The submarine ARA San Juan was returning to its base in the coastal city of Mar del Plata when the Navy lost contact with it. Argentina launched a search for survivors in which 18 countries extended their assistance but there was no trace of any of the 44 crewmen who were in the submarine. However, the Navy continued to search for the vessel which has now been located. The tragedy happened last year on November 15.

The Guardian reports that the wreckage is lying at a depth of approximately 2,625ft in the Atlantic Ocean and the Navy has confirmed that there is a “positive identification.” The Navy hired an American firm for the search and they succeeded in locating the remains of ARA San Juan by means of a remote-operated submersible.

The loss of ARA San Juan is a mystery

The commissioning of the submarine, built in Germany, was in the mid-1980s. Subsequently, there were upgrades during 2008 and 2014. In the process, there was extensive work carried out on ARA San Juan to accommodate new equipment that included the replacement of engines and batteries. In the opinion of experts, such refits can pose problems because they involve “integrating systems produced by different manufacturers.”

On the fateful day, the captain reported about water entering the snorkel that led to a short circuit of one of the batteries.

The captain subsequently notified that the issue was resolved but, within a few hours, there was an explosion in the vicinity of the sub. The Navy feels it could have been the result of the battery-related problem. On the anniversary of the tragedy, President Mauricio Macri assured the families of ARA San Juan that the truth will emerge and within two days, news came about finding the missing sub.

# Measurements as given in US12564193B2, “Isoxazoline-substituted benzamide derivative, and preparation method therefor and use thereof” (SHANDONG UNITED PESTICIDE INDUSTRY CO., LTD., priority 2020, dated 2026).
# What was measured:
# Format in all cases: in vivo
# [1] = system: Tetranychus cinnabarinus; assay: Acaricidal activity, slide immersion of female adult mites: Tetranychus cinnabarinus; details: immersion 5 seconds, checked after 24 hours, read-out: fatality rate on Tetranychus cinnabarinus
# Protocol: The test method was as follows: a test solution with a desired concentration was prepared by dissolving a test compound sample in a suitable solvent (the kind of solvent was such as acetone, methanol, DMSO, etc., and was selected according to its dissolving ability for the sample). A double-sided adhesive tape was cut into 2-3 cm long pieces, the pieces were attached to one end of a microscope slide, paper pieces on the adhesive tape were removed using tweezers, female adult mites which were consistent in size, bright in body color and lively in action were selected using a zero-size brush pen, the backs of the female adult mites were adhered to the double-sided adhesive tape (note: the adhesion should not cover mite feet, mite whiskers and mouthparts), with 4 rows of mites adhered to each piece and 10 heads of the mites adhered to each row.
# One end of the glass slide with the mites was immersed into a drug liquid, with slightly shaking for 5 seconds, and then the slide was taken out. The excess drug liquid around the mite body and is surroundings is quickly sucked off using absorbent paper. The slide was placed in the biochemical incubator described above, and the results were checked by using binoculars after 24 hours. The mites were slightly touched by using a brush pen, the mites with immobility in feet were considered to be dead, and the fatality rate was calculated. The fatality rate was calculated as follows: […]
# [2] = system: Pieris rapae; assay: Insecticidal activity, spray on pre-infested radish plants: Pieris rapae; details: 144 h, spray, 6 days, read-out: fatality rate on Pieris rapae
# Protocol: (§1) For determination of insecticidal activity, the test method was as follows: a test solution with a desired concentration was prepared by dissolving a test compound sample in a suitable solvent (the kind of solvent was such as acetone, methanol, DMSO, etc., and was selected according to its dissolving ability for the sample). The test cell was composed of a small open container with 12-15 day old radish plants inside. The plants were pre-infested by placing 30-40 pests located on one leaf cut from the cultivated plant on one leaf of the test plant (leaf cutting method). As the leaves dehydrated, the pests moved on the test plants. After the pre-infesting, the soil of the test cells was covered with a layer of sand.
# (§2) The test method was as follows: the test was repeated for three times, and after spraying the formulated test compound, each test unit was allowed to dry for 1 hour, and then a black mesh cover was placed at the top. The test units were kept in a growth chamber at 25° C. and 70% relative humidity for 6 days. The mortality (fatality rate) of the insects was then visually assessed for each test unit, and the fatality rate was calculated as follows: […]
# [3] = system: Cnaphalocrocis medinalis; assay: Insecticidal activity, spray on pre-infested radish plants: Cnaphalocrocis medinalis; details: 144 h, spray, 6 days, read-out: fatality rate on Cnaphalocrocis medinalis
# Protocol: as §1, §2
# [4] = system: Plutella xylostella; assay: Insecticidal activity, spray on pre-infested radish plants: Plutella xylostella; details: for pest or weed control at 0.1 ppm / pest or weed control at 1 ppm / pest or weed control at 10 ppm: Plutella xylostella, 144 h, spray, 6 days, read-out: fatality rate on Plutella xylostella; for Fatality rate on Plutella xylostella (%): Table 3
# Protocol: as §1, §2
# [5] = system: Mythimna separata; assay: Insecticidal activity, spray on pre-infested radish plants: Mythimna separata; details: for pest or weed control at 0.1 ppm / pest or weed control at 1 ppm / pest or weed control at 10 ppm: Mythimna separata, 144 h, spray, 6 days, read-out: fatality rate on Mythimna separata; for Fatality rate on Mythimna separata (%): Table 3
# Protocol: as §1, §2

The sub was on a regular mission

According to the BBC, the submarine was on a routine mission when it reported an "electrical breakdown." A commander of the Navy reported that the ARA San Juan surfaced and noted a "short circuit" in its batteries. It seems Navy gave orders for it to return to the naval base in Mar del Plata immediately, but it had vanished.

Eight days later, there was news about noises from the vicinity of its last known position. An organization that keeps track of nuclear explosions via its listening posts had passed on this message. The Argentine navy believes there could be some connection to the missing Argentina submarine. More details will emerge once specialists examine the wreckage in detail after lifting it from the seabed.